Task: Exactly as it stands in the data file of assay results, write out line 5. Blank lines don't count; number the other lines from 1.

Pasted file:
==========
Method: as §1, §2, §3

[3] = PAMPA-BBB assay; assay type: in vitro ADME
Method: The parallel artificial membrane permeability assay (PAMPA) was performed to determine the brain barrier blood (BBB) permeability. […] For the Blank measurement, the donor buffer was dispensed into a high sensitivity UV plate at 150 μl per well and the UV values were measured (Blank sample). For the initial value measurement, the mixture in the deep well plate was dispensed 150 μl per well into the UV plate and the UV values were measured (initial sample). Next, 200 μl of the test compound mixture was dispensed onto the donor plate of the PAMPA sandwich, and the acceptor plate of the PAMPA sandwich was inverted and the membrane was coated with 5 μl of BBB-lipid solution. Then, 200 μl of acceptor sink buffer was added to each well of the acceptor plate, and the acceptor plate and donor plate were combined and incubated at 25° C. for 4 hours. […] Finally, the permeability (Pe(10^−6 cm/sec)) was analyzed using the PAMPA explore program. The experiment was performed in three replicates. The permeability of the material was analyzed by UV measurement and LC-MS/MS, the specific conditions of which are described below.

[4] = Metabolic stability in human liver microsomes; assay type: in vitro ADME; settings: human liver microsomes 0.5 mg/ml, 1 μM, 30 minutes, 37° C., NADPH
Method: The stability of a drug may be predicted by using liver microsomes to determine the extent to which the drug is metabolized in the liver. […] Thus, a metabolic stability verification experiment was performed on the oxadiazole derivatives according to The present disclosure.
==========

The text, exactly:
Method: The stability of a drug may be predicted by using liver microsomes to determine the extent to which the drug is metabolized in the liver. […] Thus, a metabolic stability verification experiment was performed on the oxadiazole derivatives according to The present disclosure.